Cake on wheels

With the early raspberries almost gone, and just a handful of ripe blackberries, there is not too much to harvest for sweet splurges right now. But I had set my mind on making a cake for my parents-in-law, and I wanted to use at least something from the garden.

So I settled on a lemon pie with blackberries only for garnish. The forgotten half-empty jar of English lemon marmalade in the fridge, for which I had tried to find a use (the parsimony mantra “do not waste food” was fed to me with the baby bottle) came extremely handy – it gave the top a nice shiny finish.

Yet looking at the cake now, I am starting to wonder if and how it will survive the five-hour car ride. At least I have the photo to show if it arrives all mush, and I can always make it again for on-site consumption – if my tasting panel likes it.

Lemon Cake with Blackberries


1 cup all-purpose flour

1/3 cup shortening, at room temperature

¼ teaspoon salt

¼ cup + 1 tablespoon cold water (as needed)


3 tablespoons cornstarch

2 cups milk

1 cup + 2 tablespoons sugar

3 egg yolks

Juice of 3 lemons (at least two of them organic)

Grated zest of 2 organic lemons

1 teaspoon vanilla extract


24-30 blackberries

½ to 1 cup lemon marmalade

1. Mix flour, shortening and salt thoroughly in a bowl with a pastry blender. Add just enough water to hold the dough together in a firm ball.

2. Roll out the dough between two large pieces of wax paper to fit a 9-inch springform pan plus about a 1-inch edge.

3. Grease the springform pan and fit the dough into the pan. Even out the edge with a knife. Place in the freezer while you prepare the filling.

4. Mix the cornstarch with a bit of the milk to a smooth consistency. Put the rest of the milk with the sugar in a double boiler. Beat the egg yolks and add them to the milk. Whisk the cornstarch mixture into the milk and cook over boiling water until it thickens and coats a spoon, about 10-12 minutes, stirring constantly (you might wonder if that coating ever happens, but you know unmistakably when you’re there).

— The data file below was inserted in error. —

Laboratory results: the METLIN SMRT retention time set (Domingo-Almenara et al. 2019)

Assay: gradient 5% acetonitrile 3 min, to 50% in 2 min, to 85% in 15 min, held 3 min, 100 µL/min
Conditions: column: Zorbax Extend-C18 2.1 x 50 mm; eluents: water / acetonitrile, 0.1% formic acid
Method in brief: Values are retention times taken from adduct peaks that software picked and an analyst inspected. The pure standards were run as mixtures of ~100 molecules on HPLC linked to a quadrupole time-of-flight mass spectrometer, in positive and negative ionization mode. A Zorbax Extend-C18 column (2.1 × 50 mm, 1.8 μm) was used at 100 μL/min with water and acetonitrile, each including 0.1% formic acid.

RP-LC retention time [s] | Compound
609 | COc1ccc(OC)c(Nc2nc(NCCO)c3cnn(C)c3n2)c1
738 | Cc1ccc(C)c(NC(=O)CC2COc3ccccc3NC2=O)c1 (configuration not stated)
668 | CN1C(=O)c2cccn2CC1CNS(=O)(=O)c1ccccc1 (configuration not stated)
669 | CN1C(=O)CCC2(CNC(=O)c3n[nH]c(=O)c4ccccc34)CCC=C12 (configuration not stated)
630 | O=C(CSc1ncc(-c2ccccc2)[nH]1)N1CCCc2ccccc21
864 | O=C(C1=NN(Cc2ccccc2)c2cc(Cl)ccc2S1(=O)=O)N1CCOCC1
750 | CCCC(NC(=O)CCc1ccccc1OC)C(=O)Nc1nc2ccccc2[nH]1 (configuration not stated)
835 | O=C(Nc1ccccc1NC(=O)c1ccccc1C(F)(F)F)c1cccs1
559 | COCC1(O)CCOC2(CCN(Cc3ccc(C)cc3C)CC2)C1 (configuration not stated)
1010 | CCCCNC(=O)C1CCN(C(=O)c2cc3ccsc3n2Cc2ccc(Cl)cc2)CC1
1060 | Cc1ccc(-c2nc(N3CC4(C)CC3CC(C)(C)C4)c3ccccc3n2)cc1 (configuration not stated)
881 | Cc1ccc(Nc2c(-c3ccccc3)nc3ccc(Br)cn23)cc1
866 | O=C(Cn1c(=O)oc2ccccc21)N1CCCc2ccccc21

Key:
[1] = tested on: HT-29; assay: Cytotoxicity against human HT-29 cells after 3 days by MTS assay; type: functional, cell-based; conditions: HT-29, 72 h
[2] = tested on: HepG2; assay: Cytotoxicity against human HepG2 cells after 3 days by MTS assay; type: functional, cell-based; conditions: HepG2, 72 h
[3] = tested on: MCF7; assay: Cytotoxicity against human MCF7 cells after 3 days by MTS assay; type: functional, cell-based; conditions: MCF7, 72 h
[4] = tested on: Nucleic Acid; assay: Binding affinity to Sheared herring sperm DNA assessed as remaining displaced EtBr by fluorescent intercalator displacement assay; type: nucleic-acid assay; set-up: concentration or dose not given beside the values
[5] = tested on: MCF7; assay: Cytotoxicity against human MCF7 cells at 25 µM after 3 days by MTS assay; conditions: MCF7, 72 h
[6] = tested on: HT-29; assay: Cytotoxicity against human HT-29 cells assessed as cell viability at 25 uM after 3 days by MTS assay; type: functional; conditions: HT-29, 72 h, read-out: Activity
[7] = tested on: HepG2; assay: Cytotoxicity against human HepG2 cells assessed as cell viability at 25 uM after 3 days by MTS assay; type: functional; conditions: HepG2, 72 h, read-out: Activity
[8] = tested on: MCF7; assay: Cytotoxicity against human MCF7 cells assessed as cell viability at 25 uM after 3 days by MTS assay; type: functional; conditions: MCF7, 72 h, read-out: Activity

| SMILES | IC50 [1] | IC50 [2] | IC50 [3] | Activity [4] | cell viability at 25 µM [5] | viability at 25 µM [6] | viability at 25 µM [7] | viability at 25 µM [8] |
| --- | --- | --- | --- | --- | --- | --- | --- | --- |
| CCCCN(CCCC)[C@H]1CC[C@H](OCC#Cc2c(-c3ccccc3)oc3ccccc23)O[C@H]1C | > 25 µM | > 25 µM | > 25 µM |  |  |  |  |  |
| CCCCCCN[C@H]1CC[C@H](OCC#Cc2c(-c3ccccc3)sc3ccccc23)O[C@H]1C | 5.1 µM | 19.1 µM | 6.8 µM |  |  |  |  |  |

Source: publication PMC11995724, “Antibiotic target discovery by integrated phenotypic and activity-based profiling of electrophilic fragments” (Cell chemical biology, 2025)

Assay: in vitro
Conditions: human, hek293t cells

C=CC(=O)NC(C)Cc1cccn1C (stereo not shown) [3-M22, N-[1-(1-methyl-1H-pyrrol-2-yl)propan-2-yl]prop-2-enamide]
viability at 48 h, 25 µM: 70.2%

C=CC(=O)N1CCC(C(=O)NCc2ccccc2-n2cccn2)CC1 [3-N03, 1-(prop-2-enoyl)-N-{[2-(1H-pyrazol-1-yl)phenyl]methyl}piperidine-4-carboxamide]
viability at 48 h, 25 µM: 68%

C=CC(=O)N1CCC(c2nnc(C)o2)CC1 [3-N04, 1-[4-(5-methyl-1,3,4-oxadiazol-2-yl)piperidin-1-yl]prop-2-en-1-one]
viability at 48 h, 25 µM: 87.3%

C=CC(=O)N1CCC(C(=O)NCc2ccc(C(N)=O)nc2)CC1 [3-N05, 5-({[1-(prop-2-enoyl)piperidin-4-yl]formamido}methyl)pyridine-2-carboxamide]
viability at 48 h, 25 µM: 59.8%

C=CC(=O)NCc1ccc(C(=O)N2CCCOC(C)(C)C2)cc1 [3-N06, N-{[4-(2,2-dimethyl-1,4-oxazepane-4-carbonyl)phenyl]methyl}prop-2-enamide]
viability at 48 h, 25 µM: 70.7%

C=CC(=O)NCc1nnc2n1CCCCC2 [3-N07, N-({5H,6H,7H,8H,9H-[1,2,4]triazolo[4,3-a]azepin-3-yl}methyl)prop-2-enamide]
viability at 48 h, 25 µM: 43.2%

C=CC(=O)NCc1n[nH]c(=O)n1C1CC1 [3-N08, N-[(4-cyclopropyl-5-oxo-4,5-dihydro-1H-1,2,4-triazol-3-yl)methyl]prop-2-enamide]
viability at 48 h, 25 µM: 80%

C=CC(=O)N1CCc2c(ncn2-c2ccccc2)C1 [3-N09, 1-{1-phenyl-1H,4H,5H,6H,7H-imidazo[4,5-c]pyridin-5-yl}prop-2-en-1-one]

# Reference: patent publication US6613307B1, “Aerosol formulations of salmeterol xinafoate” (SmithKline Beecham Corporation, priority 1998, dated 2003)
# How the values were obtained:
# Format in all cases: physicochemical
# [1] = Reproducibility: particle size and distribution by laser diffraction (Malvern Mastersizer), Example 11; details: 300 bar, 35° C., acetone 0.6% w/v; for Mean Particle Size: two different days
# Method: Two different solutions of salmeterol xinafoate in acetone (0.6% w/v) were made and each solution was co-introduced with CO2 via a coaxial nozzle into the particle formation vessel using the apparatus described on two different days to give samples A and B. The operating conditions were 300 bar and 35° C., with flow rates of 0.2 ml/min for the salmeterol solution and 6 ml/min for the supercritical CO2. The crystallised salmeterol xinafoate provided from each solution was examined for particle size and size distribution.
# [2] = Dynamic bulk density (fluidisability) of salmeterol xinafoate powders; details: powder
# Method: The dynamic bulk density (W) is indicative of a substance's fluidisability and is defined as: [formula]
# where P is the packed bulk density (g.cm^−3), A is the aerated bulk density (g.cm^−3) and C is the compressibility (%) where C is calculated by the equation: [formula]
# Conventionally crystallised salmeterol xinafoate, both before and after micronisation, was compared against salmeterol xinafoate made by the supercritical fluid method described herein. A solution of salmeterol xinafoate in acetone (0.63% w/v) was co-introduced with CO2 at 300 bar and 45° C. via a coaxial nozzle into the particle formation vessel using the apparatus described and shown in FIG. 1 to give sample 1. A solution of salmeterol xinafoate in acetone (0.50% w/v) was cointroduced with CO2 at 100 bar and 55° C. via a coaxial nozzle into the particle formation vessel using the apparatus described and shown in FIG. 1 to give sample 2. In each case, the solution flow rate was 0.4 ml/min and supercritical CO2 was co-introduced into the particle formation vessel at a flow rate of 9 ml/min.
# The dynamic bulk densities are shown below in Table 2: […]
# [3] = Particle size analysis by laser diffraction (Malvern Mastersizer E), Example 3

5. Preheat the oven to 350 F.

6. Juice the lemons and chop the lemon zest of the two organic lemons very finely.

7. When the mixture thickens, stir in the lemon juice, lemon zest and vanilla. Pour the mixture into the pie crust and carefully transfer to the preheated oven. Bake for 25-30 minutes, or until the filling is set. If the crust gets dark but the filling is still too liquid, place a sheet of aluminum foil on top and bake a few minutes longer. But note that the filling will set more when it’s cold.

8. Remove the cake from the oven and let cool completely on a rack. Carefully run a knife along the edge and remove the rim of the pan.

9. Heat the lemon marmalade in a small saucepan and strain through a fine sieve. Brush a thin coat of marmalade on the cake.

10. Place the blackberries with their blossom ends down in a circle around the edge of the cake. Coat the blackberries and in-between the blackberries with marmalade. This works best with a small brush. If you have any marmalade left, brush the side of the cake. Refrigerate until serving.

Ice-cold resolution

Each time I make my berry frozen yogurt, I promise myself to use the ice-cream maker more often instead of lazily grabbing a pint of ice cream or sorbet in the store, which tastes overly sweet after eating this.

The most important ingredient is a good berry concentrate (blueberries, raspberries, blackberries, red and/or black currants if you have them). I cook the fruit for a few minutes until they pop and release all their juices, then strain them through a fine sieve or cheesecloth.

It is important that all the ingredients are very well chilled before mixing them. Because homemade ice cream and frozen yogurt does not contain any stabilizer, it melts very quickly.

Berry Frozen Yogurt

1½ cups chilled unsweetened berry concentrate

½ cup heavy cream

2 cups sour cream

1 cup sugar

1. In a bowl mix all ingredients well with a wire whisk until sugar dissolves.

2. Process the frozen yogurt in an ice-cream maker according to manufacturer’s instructions. I have an ice-cream maker whose bowl needs to be frozen so when it is warm in the kitchen, I carry the ice-cream maker down to the cooler basement. That prevents the bowl from warming up and improves the quality.

3. Fill frozen yogurt in plastic containers with tight lids and place them in the freezer until solidly frozen.

Makes 1 generous quart